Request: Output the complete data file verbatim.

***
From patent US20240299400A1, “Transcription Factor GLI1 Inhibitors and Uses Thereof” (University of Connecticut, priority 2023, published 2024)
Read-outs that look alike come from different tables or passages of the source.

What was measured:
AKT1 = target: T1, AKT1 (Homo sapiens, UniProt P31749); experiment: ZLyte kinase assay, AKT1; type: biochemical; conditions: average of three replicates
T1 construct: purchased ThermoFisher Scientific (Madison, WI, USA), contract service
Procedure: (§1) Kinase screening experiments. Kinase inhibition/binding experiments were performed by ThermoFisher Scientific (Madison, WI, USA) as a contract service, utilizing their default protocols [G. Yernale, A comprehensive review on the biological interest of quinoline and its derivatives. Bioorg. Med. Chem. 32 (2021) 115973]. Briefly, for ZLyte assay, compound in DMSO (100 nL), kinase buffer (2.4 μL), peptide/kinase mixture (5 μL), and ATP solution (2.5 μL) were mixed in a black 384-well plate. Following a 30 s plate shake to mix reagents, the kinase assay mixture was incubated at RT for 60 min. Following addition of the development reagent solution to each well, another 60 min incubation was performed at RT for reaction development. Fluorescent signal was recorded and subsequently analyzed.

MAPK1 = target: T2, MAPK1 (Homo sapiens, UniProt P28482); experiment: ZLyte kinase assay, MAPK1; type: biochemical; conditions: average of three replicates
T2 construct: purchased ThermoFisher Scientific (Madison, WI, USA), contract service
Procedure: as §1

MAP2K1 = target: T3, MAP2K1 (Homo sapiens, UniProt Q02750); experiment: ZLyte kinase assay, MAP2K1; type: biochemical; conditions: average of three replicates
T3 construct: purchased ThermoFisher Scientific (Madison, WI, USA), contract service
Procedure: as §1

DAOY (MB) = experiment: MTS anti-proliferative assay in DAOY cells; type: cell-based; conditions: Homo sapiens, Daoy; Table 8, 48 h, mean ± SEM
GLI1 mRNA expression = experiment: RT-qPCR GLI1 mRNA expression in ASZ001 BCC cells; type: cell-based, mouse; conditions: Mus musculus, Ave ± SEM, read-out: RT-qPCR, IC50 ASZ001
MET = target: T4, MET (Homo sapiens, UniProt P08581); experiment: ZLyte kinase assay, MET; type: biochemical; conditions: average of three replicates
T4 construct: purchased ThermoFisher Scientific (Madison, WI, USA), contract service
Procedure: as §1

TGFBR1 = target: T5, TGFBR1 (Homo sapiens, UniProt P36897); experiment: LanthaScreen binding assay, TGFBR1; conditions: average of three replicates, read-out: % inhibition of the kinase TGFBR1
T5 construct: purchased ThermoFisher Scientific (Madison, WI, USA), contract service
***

From patent US20240299400A1, “Transcription Factor GLI1 Inhibitors and Uses Thereof” (University of Connecticut, priority 2023, published 2024)
Read-outs that look alike come from different tables or passages of the source.

What was measured:
AKT1 = target: T1, AKT1 (Homo sapiens, UniProt P31749); experiment: ZLyte kinase assay, AKT1; type: biochemical; conditions: average of three replicates
T1 construct: purchased ThermoFisher Scientific (Madison, WI, USA), contract service
Procedure: (§1) Kinase screening experiments. Kinase inhibition/binding experiments were performed by ThermoFisher Scientific (Madison, WI, USA) as a contract service, utilizing their default protocols [G. Yernale, A comprehensive review on the biological interest of quinoline and its derivatives. Bioorg. Med. Chem. 32 (2021) 115973]. Briefly, for ZLyte assay, compound in DMSO (100 nL), kinase buffer (2.4 μL), peptide/kinase mixture (5 μL), and ATP solution (2.5 μL) were mixed in a black 384-well plate. Following a 30 s plate shake to mix reagents, the kinase assay mixture was incubated at RT for 60 min. Following addition of the development reagent solution to each well, another 60 min incubation was performed at RT for reaction development. Fluorescent signal was recorded and subsequently analyzed.

MAPK1 = target: T2, MAPK1 (Homo sapiens, UniProt P28482); experiment: ZLyte kinase assay, MAPK1; type: biochemical; conditions: average of three replicates
T2 construct: purchased ThermoFisher Scientific (Madison, WI, USA), contract service
Procedure: as §1

MAP2K1 = target: T3, MAP2K1 (Homo sapiens, UniProt Q02750); experiment: ZLyte kinase assay, MAP2K1; type: biochemical; conditions: average of three replicates
T3 construct: purchased ThermoFisher Scientific (Madison, WI, USA), contract service
Procedure: as §1

DAOY (MB) = experiment: MTS anti-proliferative assay in DAOY cells; type: cell-based; conditions: Homo sapiens, Daoy; Table 8, 48 h, mean ± SEM
GLI1 mRNA expression = experiment: RT-qPCR GLI1 mRNA expression in ASZ001 BCC cells; type: cell-based, mouse; conditions: Mus musculus, Ave ± SEM, read-out: RT-qPCR, IC50 ASZ001
MET = target: T4, MET (Homo sapiens, UniProt P08581); experiment: ZLyte kinase assay, MET; type: biochemical; conditions: average of three replicates
T4 construct: purchased ThermoFisher Scientific (Madison, WI, USA), contract service
Procedure: as §1

TGFBR1 = target: T5, TGFBR1 (Homo sapiens, UniProt P36897); experiment: LanthaScreen binding assay, TGFBR1; conditions: average of three replicates, read-out: % inhibition of the kinase TGFBR1
T5 construct: purchased ThermoFisher Scientific (Madison, WI, USA), contract service